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Sometime between September 22 and November 17, 2005, Google launched a major update to its search algorithm, shaking up the search engine optimization (SEO) community—and millions of Web site rankings. The update has been named Jagger and is apparently finished.

The keywords that people used to find your site with in Google may not be producing as many visits any more, because the Jagger changes caused your rankings to plummet. Of course, many people have seen their rankings stay the same or improve in Jagger's aftermath, too.

If your site's rankings have decreased, what can be done to get back to where you were or better in the post-Jagger Google world?

There are still a lot of questions, to be sure, and not a lot of answers. But there are some good beginnings of answers. Since this update was rolled out over months and in three distinct phases, it has been much more difficult to determine what factors have been given more weight or less.

For instance, inbound links (or IBL, in trade talk) to your site have always been important to achieve high rankings in Google. But there are many different kinds of IBLs. Link trades—where you put my link on your site and I put your link on my site—may be less valuable than a one-way link. This has been the case for a while. But is the importance of each changed since Jagger?

Probably. I don't know all the answers. In fact, I don't think anyone knows all the answers (save the people at Googleplex).

What are some theories? Here are my best guesses, based on my online research and client observations. Read the following with a grain of salt, however (always a good idea when reading any articles or forum posts about Jagger or SEO itself, in fact).

Ways Jagger Might Help You

  • Aged domains—Sites with domains that are older rank better now. The older the domain, the better its rankings—with all other things being equal.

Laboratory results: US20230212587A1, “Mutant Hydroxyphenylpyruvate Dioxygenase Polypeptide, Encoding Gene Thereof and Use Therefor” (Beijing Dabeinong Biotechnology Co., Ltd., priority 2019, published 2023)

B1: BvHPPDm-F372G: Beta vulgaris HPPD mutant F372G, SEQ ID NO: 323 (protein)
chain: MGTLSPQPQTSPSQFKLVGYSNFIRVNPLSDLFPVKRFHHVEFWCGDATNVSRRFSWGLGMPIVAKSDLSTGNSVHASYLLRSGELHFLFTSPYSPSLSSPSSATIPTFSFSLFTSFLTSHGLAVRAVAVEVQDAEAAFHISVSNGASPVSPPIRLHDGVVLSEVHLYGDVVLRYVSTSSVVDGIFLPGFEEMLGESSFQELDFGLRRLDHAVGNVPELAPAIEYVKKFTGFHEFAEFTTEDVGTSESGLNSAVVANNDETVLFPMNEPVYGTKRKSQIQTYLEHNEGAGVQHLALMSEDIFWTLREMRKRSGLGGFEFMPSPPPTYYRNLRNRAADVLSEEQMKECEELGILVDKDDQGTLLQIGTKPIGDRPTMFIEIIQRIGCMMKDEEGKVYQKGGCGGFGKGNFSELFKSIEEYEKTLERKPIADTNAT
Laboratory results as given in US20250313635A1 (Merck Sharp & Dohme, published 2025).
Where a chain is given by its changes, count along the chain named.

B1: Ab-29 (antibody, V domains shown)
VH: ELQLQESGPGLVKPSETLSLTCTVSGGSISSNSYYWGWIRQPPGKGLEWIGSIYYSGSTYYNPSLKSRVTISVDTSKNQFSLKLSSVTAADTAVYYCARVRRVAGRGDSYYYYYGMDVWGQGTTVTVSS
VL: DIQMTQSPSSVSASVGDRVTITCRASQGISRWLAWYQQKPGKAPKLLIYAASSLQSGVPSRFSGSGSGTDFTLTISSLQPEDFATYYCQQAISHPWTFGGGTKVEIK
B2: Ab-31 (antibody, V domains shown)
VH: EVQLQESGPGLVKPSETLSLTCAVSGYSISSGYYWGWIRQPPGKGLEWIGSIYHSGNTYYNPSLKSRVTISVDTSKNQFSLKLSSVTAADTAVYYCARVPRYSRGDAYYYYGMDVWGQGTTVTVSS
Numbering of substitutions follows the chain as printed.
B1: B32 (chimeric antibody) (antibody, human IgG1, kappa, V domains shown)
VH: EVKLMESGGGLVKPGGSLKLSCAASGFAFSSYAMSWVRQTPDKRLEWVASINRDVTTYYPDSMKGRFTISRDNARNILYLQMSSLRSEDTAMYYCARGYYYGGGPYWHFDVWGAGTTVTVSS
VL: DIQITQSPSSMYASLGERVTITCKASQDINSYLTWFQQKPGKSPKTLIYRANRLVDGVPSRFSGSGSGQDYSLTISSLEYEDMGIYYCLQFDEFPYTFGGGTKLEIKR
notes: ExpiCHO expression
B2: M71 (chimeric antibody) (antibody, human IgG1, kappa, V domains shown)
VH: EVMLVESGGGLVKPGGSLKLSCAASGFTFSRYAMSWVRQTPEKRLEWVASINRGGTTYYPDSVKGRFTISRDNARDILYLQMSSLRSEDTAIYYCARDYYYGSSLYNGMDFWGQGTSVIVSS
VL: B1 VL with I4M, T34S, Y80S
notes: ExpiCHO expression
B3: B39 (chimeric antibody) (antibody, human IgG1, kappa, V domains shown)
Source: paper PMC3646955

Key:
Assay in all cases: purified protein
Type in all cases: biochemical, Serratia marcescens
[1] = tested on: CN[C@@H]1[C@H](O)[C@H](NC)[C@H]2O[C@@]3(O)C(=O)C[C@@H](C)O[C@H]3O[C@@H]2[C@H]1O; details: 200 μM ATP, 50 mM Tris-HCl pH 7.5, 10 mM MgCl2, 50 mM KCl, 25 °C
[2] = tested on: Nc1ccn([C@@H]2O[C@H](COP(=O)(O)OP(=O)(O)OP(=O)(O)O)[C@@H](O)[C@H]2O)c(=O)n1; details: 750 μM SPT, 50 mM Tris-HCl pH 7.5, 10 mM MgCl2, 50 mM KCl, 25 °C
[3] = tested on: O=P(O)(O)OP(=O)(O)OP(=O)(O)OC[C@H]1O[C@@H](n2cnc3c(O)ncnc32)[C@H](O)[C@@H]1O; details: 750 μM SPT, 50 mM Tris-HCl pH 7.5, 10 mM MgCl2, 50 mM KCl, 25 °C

• Very relevant links—IBL and outbound link (OBL) relevancy is more important after Jagger. This means that if you point to related sites or you get links from other sites that are related to your site, you may rank better after Jagger, with all other things being equal.

  • Links from trusted sites help—TrustRank (or a similar concept) is more important than ever after Jagger. TrustRank is a concept that says if you get a link pointing to your site that is highly trusted by Google (trusted either programmatically or by human editors), then you will rank better all other things being equal. (See https://www.vldb.org/conf/2004/RS15P3.PDF).

  • Variety of links—Links from .edu and .org sites are good for increasing your rankings and are more important than ever. It's vital to get links form a wide variety of Web sites. Just like your investing, you need to diversify your IBLs. (This was probably true before Jagger.)

  • Aged links—The older the link that points to your site, the more weight it's given now. (Also probably true before Jagger.)

  • Embedded links—Links that are embedded in sentences and paragraphs instead of stand-alone links are weighted more heavily now. (This may be not be true yet, but it's likely to be true soon.)

  • Article links—Articles are what directories had been a year or two ago for link building. Links from the author byline or within the article that point back to your site will positively affect your rankings.

  • Fresh and unique content—Now, more than ever, regularly updated and added original content will help your rankings.

  • Be a big guy—If you are a behemoth site like Wikipedia, Yahoo, AOL, eBay, Amazon, etc., you will rank better than you did before Jagger.

  • High traffic and stickiness—User popularity statistics now, or will soon, affect rankings. In other words, user actions on your Web site, like how long they stay (stickiness), how many pages they visit, and even how many people visit your site in a given period, can all affect how Google ranks your site.

Things That May Not Help You Anymore, or May Even Hurt You More

  • Duplicate content—Any kind of duplicate content can hurt your rankings. Some say this only refers to other sites having the same content as you, and others say even duplicate content within your own site can be bad. I find the latter hard to believe, since all sites have repeating slogans, phrases, checkout instructions, or any number of other duplicate sentences within the same site. (Use https://www.copyscape.com/ to find people who are stealing your original written content and publishing it on their site.)

  • Hidden text—Hidden text within your html, in tags, CSS, or comments, can negatively affect your rankings. (This is something you should never do.)

  • Footer links—Some say links in the footer are disregarded now. (This is one we have found no evidence for.)

  • Directory links—Links from directories are weighted less now. (This is one we have found no evidence for, but is most likely true or will be soon.)

  • Decreased rate of link building—The speed and volume of inbound link creation to your site from other Web sites, if changed, can negatively affect your rankings more so now. (This one is most likely true too.)